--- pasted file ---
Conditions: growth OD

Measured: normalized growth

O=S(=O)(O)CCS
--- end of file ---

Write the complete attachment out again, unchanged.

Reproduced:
Conditions: growth OD

Measured: normalized growth

O=S(=O)(O)CCS